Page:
W. basketball takes fate in its own hands

The fate of the women’s basketball team is in its own hands.

Currently third in the Ancient Eight, a strong showing this weekend will keep the squad in the thick of the Ivy title race. But a let-down by the Bulldogs on their crucial road trip to Pennsylvania and Princeton could make the rest of the season a steep uphill climb for a championship. Yale (10-9, 3-3 Ivy) travels south this weekend to take on the Quakers (6-12, 2-3 Ivy) and the Tigers (8-10, 2-3 Ivy), two teams that have struggled as of late. The Elis are coming off an impressive homestand in which they defeated Dartmouth and narrowly lost to second-place Harvard.

“Our team goal is to sweep this weekend in order to stay in the Ivy race,” Bonnie Smith ’04 said. “We’re pretty excited to come back, especially after our close Harvard loss, and prove that we can win two games in a row.”

Although Penn is the reigning Ivy League champion, the loss of five strong seniors has significantly hurt the team’s drive for a repeat. The Quakers split their games last weekend, falling to Cornell by 16 points before returning the next night to beat Columbia in overtime.

“They’re a completely different team than they were last year,” Yale head coach Amy Backus said. “Last year, they relied on five players and those five players played the majority of minutes to go undefeated in the league. [This year] they’ve really struggled to play well together.”

Sophomore Jewel Clark has been the most effective player for the Quakers this season. Averaging 16.2 points per game and a league-leading 9.8 rebounds per game, Clark is always a threat from the backcourt. But Clark often does not get the help she needs from her supporting cast. Penn is currently sixth in the league in scoring offense and last in defensive rebounding.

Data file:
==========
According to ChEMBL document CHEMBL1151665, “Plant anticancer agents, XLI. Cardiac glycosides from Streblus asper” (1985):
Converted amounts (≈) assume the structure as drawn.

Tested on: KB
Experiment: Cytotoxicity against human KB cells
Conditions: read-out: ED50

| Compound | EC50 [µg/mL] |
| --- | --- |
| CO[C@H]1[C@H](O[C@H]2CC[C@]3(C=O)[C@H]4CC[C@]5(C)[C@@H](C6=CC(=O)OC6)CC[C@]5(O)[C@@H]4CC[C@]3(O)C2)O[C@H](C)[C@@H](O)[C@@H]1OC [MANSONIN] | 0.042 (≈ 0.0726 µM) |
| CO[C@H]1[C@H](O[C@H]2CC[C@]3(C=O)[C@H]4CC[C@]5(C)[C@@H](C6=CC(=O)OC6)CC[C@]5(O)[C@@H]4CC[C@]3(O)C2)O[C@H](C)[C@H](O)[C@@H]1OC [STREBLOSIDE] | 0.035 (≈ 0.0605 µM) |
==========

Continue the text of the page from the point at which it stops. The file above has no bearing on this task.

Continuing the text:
“We’ll be able to use our depth,” Backus said. “Our zone will be very effective against them because they are not a strong outside-shooting team.”

Since stunning Harvard with a four-point victory on Jan. 11, Princeton has dropped its last four games. With only one senior and a first-year head coach in Richard Barron, the Tigers have yet to hit their stride.

“We should be able to dominate the inside game,” Backus said. “They’re small and they play a five-out spread offense. I think we’re going to be able to really look to get the ball inside — they are not an exceptionally great defensive team against penetration.”

Yale will most likely turn to captain Meg Simpson ’02 to dominate play in the paint. Simpson had two monster games on the boards last weekend, grabbing 14 rebounds against Dartmouth and 15 against Harvard. She also added 17 points against the Big Green, earning her a spot on the Ivy League Honor Roll.

As has been the case all season, the Bulldogs will have to focus on playing consistent basketball for all 40 minutes. Backus said she was impressed with her team’s intensity against both the Big Green and the Crimson, and hopes the momentum will carry over to this weekend’s road games.

The Harvard game also demonstrated the need to stay calm in pressure situations. With the Crimson up by one with under six minutes to play, key Yale misses from the charity stripe helped seal the victory for the visiting team from Cambridge.

“We haven’t shown up in some late-game situations in a couple games this year,” Caitlin Bair ’02 said. “When teams are so evenly matched we really need to be able to think on our feet. We need to go in with the confidence that we will make that final foul shot or make that pass that leads to the two points that win the game.”

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